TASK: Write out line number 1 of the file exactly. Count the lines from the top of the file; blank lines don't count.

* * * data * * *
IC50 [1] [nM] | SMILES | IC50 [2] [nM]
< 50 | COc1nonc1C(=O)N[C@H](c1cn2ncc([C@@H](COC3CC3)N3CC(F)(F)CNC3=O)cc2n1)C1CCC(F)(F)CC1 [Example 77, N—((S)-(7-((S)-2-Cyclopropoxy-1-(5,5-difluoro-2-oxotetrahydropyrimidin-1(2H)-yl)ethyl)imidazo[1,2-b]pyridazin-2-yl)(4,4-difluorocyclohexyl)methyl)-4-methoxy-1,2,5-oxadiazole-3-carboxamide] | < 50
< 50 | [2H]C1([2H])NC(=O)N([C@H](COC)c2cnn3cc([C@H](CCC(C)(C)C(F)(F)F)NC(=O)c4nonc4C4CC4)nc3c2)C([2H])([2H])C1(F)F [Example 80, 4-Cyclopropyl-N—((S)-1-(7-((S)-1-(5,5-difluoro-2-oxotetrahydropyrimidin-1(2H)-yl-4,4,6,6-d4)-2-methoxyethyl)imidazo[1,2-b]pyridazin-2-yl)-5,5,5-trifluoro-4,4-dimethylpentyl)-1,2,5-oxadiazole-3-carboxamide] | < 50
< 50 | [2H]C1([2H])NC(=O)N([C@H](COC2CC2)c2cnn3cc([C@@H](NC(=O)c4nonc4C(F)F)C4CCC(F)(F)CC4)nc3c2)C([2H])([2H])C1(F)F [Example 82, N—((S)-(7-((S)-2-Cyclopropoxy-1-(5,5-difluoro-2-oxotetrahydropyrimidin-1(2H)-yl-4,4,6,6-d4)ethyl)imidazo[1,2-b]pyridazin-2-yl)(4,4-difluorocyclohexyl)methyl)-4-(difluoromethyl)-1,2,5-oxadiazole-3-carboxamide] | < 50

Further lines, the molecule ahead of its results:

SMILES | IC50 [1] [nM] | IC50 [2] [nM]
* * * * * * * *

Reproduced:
IC50 [1] [nM] | SMILES | IC50 [2] [nM]